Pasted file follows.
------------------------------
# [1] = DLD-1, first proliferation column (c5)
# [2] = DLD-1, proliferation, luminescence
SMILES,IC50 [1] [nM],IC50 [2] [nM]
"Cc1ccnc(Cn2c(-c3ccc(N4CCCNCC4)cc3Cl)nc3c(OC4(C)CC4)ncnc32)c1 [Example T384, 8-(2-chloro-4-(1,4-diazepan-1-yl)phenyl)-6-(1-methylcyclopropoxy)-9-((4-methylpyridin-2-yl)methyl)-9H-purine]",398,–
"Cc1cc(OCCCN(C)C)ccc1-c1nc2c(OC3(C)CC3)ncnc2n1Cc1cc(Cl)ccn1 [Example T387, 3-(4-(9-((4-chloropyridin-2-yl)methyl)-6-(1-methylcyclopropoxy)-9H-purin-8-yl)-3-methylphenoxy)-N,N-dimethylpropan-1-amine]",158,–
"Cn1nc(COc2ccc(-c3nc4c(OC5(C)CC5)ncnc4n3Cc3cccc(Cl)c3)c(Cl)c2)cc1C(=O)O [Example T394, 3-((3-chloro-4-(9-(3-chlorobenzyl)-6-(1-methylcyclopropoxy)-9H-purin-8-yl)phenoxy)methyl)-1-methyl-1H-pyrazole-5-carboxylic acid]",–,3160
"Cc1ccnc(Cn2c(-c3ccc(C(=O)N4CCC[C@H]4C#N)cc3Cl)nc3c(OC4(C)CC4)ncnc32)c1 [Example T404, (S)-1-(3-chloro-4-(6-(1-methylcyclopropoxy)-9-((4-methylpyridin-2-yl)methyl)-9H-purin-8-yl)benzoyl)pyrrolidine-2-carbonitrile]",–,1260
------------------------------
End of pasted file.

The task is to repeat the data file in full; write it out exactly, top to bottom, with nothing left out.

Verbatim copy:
# [1] = DLD-1, first proliferation column (c5)
# [2] = DLD-1, proliferation, luminescence
SMILES,IC50 [1] [nM],IC50 [2] [nM]
"Cc1ccnc(Cn2c(-c3ccc(N4CCCNCC4)cc3Cl)nc3c(OC4(C)CC4)ncnc32)c1 [Example T384, 8-(2-chloro-4-(1,4-diazepan-1-yl)phenyl)-6-(1-methylcyclopropoxy)-9-((4-methylpyridin-2-yl)methyl)-9H-purine]",398,–
"Cc1cc(OCCCN(C)C)ccc1-c1nc2c(OC3(C)CC3)ncnc2n1Cc1cc(Cl)ccn1 [Example T387, 3-(4-(9-((4-chloropyridin-2-yl)methyl)-6-(1-methylcyclopropoxy)-9H-purin-8-yl)-3-methylphenoxy)-N,N-dimethylpropan-1-amine]",158,–
"Cn1nc(COc2ccc(-c3nc4c(OC5(C)CC5)ncnc4n3Cc3cccc(Cl)c3)c(Cl)c2)cc1C(=O)O [Example T394, 3-((3-chloro-4-(9-(3-chlorobenzyl)-6-(1-methylcyclopropoxy)-9H-purin-8-yl)phenoxy)methyl)-1-methyl-1H-pyrazole-5-carboxylic acid]",–,3160
"Cc1ccnc(Cn2c(-c3ccc(C(=O)N4CCC[C@H]4C#N)cc3Cl)nc3c(OC4(C)CC4)ncnc32)c1 [Example T404, (S)-1-(3-chloro-4-(6-(1-methylcyclopropoxy)-9-((4-methylpyridin-2-yl)methyl)-9H-purin-8-yl)benzoyl)pyrrolidine-2-carbonitrile]",–,1260